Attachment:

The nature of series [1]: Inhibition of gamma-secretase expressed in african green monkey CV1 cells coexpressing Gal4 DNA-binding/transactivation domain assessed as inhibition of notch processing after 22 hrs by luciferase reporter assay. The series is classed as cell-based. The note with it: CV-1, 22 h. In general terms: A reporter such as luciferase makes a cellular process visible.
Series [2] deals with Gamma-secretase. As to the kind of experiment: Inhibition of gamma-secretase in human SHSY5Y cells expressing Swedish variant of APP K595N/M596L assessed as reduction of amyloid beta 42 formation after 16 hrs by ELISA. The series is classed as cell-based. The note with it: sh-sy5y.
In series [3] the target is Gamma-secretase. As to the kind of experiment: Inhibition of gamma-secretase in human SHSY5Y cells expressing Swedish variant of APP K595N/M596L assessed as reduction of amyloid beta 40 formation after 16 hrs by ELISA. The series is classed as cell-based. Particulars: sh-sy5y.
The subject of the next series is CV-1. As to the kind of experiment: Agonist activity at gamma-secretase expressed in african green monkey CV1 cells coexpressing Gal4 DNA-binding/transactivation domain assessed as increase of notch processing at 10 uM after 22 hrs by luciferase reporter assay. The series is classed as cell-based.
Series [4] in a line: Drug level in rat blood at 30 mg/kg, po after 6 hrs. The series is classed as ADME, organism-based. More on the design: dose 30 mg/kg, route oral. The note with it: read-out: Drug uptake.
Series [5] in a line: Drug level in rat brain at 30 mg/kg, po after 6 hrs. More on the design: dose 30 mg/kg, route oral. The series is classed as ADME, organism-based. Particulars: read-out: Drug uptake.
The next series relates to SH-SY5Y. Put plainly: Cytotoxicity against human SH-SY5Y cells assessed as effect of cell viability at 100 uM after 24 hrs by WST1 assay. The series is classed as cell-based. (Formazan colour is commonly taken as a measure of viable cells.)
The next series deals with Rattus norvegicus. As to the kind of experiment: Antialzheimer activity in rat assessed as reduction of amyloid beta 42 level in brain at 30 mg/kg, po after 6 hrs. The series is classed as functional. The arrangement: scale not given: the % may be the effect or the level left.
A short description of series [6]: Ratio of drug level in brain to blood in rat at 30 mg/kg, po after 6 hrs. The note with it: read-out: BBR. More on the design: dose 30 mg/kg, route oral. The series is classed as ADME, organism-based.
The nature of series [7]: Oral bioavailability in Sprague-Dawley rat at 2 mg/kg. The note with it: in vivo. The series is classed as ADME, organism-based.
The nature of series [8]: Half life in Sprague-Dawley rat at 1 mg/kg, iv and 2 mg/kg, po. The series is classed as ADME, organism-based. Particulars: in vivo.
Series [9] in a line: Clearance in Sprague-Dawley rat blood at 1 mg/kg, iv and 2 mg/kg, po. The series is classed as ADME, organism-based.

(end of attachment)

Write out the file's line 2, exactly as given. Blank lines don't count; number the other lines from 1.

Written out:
Series [2] deals with Gamma-secretase. As to the kind of experiment: Inhibition of gamma-secretase in human SHSY5Y cells expressing Swedish variant of APP K595N/M596L assessed as reduction of amyloid beta 42 formation after 16 hrs by ELISA. The series is classed as cell-based. The note with it: sh-sy5y.